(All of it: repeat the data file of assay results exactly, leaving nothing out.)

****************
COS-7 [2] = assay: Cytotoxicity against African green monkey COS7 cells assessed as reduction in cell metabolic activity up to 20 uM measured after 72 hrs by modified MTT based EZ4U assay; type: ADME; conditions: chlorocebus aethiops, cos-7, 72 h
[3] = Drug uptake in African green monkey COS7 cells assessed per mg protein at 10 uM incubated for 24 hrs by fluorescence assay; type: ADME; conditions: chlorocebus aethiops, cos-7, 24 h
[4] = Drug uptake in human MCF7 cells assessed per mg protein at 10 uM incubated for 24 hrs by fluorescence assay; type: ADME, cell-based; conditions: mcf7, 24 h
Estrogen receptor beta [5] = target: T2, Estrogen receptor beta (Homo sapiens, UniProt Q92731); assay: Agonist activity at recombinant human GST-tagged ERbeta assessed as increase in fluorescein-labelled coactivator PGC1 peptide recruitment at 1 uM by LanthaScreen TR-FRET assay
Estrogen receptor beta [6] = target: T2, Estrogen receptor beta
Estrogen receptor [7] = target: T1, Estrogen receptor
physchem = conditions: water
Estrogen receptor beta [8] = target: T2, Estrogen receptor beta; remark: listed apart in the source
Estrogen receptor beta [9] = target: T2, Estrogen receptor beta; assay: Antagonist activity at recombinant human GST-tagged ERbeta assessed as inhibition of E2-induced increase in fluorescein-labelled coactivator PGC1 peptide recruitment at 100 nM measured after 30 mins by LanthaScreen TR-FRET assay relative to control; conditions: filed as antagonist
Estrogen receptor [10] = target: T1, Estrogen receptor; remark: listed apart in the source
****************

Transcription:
COS-7 [2] = assay: Cytotoxicity against African green monkey COS7 cells assessed as reduction in cell metabolic activity up to 20 uM measured after 72 hrs by modified MTT based EZ4U assay; type: ADME; conditions: chlorocebus aethiops, cos-7, 72 h
[3] = Drug uptake in African green monkey COS7 cells assessed per mg protein at 10 uM incubated for 24 hrs by fluorescence assay; type: ADME; conditions: chlorocebus aethiops, cos-7, 24 h
[4] = Drug uptake in human MCF7 cells assessed per mg protein at 10 uM incubated for 24 hrs by fluorescence assay; type: ADME, cell-based; conditions: mcf7, 24 h
Estrogen receptor beta [5] = target: T2, Estrogen receptor beta (Homo sapiens, UniProt Q92731); assay: Agonist activity at recombinant human GST-tagged ERbeta assessed as increase in fluorescein-labelled coactivator PGC1 peptide recruitment at 1 uM by LanthaScreen TR-FRET assay
Estrogen receptor beta [6] = target: T2, Estrogen receptor beta
Estrogen receptor [7] = target: T1, Estrogen receptor
physchem = conditions: water
Estrogen receptor beta [8] = target: T2, Estrogen receptor beta; remark: listed apart in the source
Estrogen receptor beta [9] = target: T2, Estrogen receptor beta; assay: Antagonist activity at recombinant human GST-tagged ERbeta assessed as inhibition of E2-induced increase in fluorescein-labelled coactivator PGC1 peptide recruitment at 100 nM measured after 30 mins by LanthaScreen TR-FRET assay relative to control; conditions: filed as antagonist
Estrogen receptor [10] = target: T1, Estrogen receptor; remark: listed apart in the source